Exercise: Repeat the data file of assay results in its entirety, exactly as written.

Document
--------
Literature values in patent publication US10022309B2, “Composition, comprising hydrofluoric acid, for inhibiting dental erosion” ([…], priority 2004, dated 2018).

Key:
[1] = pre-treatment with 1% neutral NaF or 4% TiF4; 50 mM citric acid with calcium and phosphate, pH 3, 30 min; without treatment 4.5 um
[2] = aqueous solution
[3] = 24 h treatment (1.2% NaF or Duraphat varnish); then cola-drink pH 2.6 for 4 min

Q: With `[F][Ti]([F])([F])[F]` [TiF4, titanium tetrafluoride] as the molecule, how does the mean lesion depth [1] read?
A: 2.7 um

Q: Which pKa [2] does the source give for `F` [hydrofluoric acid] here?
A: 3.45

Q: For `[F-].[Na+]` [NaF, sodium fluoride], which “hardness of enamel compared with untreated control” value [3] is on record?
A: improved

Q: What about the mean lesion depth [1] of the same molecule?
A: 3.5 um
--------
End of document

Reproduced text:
Literature values in patent publication US10022309B2, “Composition, comprising hydrofluoric acid, for inhibiting dental erosion” ([…], priority 2004, dated 2018).

Key:
[1] = pre-treatment with 1% neutral NaF or 4% TiF4; 50 mM citric acid with calcium and phosphate, pH 3, 30 min; without treatment 4.5 um
[2] = aqueous solution
[3] = 24 h treatment (1.2% NaF or Duraphat varnish); then cola-drink pH 2.6 for 4 min

Q: With `[F][Ti]([F])([F])[F]` [TiF4, titanium tetrafluoride] as the molecule, how does the mean lesion depth [1] read?
A: 2.7 um

Q: Which pKa [2] does the source give for `F` [hydrofluoric acid] here?
A: 3.45

Q: For `[F-].[Na+]` [NaF, sodium fluoride], which “hardness of enamel compared with untreated control” value [3] is on record?
A: improved

Q: What about the mean lesion depth [1] of the same molecule?
A: 3.5 um